To determine what conditions are favorable for PV destruction at a front, consider integrating (2) over a control volume that encircles the front. Application of Gauss’s theorem to the integral reveals that reduction of the volume-averaged PV occurs when the net flux of PV through the surface of the control volume is outward. Consider the control volume 𝒱 shown in Fig. 1 with an upper surface that coincides with the air–sea interface, side surfaces that are the isopycnals bounding the frontal zone, and a bottom surface that crosses isopycnals at a depth where the flow, frictional forces, diabatic processes, and hence PV fluxes are weak. For such a volume, only the PV flux out of the sea surface contributes to the change of volume-averaged PV since no PV is fluxed through the isopycnal surfaces of the control volume, in accordance with the “impermeability theorem” of Haynes and McIntyre (1987). Therefore, the PV in the control volume will be reduced if the PV flux at the sea surface is upward.

*f*(

*f*+

**k**·

**∇**×

**u**) > 0, diabatic processes will result in an upward PV flux

**∇**

*. Associating the horizontal buoyancy gradient with a vertically sheared geostrophic flow*

_{h}b**u**

*via the thermal wind relation*

_{g}*J*> 0).

^{F}_{z}To understand how frictional forces can reduce the PV, consider the case of a geostrophic current with positive vertical shear forced by a purely downfront wind stress. In this configuration, the Ekman flow is directed along the horizontal buoyancy gradient and is sheared in the vertical causing denser water to be advected over lighter water, reducing the stratification. The sheared Ekman flow also tilts the planetary vorticity vector to the horizontal, which tends to generate PV-enhancing horizontal vorticity, that is, vorticity with *fω _{a}* ·

**∇**

*> 0. Tilting of planetary vorticity by the Ekman flow cannot compensate for the reduction of PV caused by the weakened stratification, however, because of the frictional torque supplied by the wind stress. In a steady Ekman layer, the frictional torque balances the tilting of planetary vorticity, pinning the horizontal vorticity to a steady value. Therefore, while the stratification is free to be weakened by the shearing motion of the Ekman flow, the horizontal vorticity remains fixed. This mechanism allows the PV in the Ekman layer to be destroyed.*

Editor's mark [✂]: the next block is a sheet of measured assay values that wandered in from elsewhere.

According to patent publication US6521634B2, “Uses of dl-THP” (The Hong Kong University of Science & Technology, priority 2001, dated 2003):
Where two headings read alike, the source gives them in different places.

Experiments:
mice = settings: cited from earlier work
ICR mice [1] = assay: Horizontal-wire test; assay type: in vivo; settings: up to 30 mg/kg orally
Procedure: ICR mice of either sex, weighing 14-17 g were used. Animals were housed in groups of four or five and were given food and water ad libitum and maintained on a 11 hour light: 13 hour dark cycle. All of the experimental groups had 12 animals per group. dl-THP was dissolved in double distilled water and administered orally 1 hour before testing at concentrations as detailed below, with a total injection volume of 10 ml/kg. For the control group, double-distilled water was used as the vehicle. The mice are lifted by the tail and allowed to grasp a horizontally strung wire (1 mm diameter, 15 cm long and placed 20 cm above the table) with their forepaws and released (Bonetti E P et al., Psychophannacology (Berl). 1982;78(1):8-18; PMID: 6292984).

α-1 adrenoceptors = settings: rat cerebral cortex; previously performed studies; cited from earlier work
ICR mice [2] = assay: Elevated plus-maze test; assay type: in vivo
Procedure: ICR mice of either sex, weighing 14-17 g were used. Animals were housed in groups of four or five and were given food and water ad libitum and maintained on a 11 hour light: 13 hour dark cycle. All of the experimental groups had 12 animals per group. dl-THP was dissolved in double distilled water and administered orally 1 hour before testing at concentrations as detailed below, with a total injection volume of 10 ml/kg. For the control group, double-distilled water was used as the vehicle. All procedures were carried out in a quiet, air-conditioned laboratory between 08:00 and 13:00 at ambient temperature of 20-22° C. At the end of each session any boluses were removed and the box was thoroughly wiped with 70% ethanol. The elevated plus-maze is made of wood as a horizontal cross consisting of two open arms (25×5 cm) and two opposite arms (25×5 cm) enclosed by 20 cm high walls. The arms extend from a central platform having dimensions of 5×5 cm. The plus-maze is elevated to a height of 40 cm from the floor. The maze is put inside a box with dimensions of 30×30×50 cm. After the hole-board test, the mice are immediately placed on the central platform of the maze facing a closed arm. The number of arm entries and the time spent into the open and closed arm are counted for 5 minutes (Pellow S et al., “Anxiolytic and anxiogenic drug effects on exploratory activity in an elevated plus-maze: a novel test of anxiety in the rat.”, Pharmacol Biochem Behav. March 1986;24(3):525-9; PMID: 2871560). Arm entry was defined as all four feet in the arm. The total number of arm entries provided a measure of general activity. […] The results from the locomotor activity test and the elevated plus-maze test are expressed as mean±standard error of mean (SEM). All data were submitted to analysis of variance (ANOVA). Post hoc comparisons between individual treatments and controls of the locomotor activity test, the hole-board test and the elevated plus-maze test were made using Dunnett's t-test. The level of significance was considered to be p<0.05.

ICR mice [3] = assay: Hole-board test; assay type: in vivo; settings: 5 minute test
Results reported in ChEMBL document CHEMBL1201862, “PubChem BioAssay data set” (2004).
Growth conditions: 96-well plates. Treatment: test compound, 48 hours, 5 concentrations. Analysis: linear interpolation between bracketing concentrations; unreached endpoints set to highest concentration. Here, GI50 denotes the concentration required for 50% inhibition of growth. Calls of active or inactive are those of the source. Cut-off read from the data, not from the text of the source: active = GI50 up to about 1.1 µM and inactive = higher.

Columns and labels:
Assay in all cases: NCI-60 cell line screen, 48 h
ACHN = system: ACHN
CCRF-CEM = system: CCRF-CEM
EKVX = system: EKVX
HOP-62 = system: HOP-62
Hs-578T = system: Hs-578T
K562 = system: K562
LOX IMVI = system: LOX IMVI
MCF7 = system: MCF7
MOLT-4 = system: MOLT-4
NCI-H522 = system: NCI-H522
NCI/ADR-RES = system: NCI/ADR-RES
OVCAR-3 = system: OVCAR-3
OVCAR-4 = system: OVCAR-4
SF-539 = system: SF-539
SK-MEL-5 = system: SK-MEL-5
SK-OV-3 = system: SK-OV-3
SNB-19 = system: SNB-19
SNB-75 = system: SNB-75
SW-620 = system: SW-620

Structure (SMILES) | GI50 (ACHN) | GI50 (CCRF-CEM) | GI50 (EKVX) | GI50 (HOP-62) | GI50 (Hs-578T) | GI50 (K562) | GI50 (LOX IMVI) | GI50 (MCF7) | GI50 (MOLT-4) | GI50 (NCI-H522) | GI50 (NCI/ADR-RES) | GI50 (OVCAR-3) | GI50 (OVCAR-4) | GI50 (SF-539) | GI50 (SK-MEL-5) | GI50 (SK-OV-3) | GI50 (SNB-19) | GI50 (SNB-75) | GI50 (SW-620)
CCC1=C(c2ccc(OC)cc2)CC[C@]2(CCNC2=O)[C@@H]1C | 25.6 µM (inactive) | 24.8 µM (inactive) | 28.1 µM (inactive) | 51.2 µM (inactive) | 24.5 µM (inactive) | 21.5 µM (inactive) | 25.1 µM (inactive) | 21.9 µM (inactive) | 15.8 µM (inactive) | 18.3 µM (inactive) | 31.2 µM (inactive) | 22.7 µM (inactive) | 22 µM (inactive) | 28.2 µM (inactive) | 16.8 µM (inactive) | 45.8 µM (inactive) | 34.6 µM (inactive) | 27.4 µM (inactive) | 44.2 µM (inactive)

_{h}b### c. Scaling for the potential vorticity fluxes

*F*

^{B}_{atm}, and that decays nearly linearly with depth through the mixed layer of thickness

*H*(Large et al. 1994). Therefore an appropriate scale for diabatic processes induced by buoyancy loss to the atmosphere is 𝒟 ∼

*F*

^{B}_{atm}/

*H*, so that the scaling for (6) is

*τ*will exert a frictional force of scale

_{o}*F*∼

*τ*/

_{o}*ρ*over the turbulent Ekman layer of thickness

_{o}δ_{e}*δ*= 0.4

_{e}*u**/

*f*, where

*u** =

*τ*/

_{o}*ρ*

_{o}*S*

^{2}= |

**∇**

*|, then the appropriate scaling for (7) is*

_{h}b*F*

^{B}_{wind}=

*S*

^{2}

*τ*/(

_{o}*ρ*), is a wind-driven buoyancy flux (WDBF) representing the flux of buoyancy exiting the fluid beneath the Ekman layer. The WDBF is required to balance the tendency of Ekman flow to reduce the buoyancy by lateral advection when the wind stress is downfront (Marshall and Nurser 1992; Straneo et al. 2002a; Thomas and Lee 2005).

_{o}fBoth the ratios of the WDBF to *F ^{B}*

_{atm}, and the mixed layer to Ekman layer depths have an effect on (11). It is conventionally assumed, and observations taken in conditions where

*H*≤ 100 m indicate, that the Ekman and mixed layer depths are of the same order of magnitude (Chereskin and Roemmich 1991; Wijffels et al. 1994; Lee and Eriksen 1996). This suggests that the ratio

*H*/